Objectives: Previously in Finland, each municipality selected which methods to use in screening for fetal abnormalities. This resulted in practice variation and inequity. The national health technology assessment (HTA) office Finohta compared the methods and time frames available when screening for chromosomal and structural abnormalities. The assessment identified a need to discuss several value-laden questions before policy decisions could be taken.
Methods: The National Screening Committee (NSC) at the Ministry of Health and Social Affairs (MOH) formulated a statement based on the HTA report to inform policy makers. This article describes the steps in the policy process.
Results: The national screening committee organized an open forum to discuss the ethically relevant aspects of fetal screening, and a lengthy public discussion highlighted the viewpoints of various stakeholders. Based on the assessment, public discussion, and several committee meetings that heard further experts, the NSC formulated a conclusion based on equity of access. This also offered options for families unwilling to terminate a pregnancy due to fetal abnormality. The MOH sent the conclusion to a comment round, and the proposal was accepted with minor adjustments. The Ministry decided to unify the regulation of all public screening programs by one statute. The policy process lasted three years, and the methods to screen for fetal abnormalities will be unified after a further 3 years.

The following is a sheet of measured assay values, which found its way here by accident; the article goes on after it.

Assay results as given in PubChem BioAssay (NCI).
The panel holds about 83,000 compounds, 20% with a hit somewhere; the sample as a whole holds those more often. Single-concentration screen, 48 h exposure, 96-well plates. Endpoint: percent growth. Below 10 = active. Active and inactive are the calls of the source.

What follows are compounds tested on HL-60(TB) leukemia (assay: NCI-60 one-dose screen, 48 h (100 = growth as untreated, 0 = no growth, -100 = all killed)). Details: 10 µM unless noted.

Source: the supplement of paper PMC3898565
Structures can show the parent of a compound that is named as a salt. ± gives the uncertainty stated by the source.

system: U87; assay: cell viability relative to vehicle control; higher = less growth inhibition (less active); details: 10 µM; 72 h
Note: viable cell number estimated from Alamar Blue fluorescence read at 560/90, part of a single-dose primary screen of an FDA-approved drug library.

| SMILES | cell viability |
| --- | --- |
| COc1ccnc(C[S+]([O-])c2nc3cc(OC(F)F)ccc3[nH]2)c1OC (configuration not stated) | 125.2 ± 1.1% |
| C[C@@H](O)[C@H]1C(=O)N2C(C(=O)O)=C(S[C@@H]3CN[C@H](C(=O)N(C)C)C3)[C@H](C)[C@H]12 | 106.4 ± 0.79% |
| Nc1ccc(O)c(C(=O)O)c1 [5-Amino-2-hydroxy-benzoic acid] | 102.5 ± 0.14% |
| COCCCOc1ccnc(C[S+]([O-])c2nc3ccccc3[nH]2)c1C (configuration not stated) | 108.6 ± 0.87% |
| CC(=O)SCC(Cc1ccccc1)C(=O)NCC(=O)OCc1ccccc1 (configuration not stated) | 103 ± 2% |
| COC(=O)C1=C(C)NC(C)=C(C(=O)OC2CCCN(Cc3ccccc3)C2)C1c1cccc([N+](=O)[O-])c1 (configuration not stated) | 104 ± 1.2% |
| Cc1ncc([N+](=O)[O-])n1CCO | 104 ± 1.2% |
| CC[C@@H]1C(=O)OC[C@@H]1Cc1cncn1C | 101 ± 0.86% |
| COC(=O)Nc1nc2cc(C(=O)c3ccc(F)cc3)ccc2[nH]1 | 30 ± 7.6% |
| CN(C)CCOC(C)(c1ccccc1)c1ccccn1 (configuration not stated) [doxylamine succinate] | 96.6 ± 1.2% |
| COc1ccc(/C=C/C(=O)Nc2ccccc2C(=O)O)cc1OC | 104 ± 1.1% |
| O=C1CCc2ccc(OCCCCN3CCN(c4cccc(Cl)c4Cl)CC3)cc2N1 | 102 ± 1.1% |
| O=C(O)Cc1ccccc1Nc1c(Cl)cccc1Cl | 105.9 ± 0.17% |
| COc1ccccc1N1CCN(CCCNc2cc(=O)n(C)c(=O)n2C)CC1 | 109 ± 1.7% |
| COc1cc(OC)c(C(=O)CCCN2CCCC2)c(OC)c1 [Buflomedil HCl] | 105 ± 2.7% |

Conclusions: The assessment of screening programs for fetal abnormalities reached beyond its original mandate. The process of examining values behind screening resulted in a program that respects the differing objectives and ethical values of pregnant families, and to national legislation on screening programs.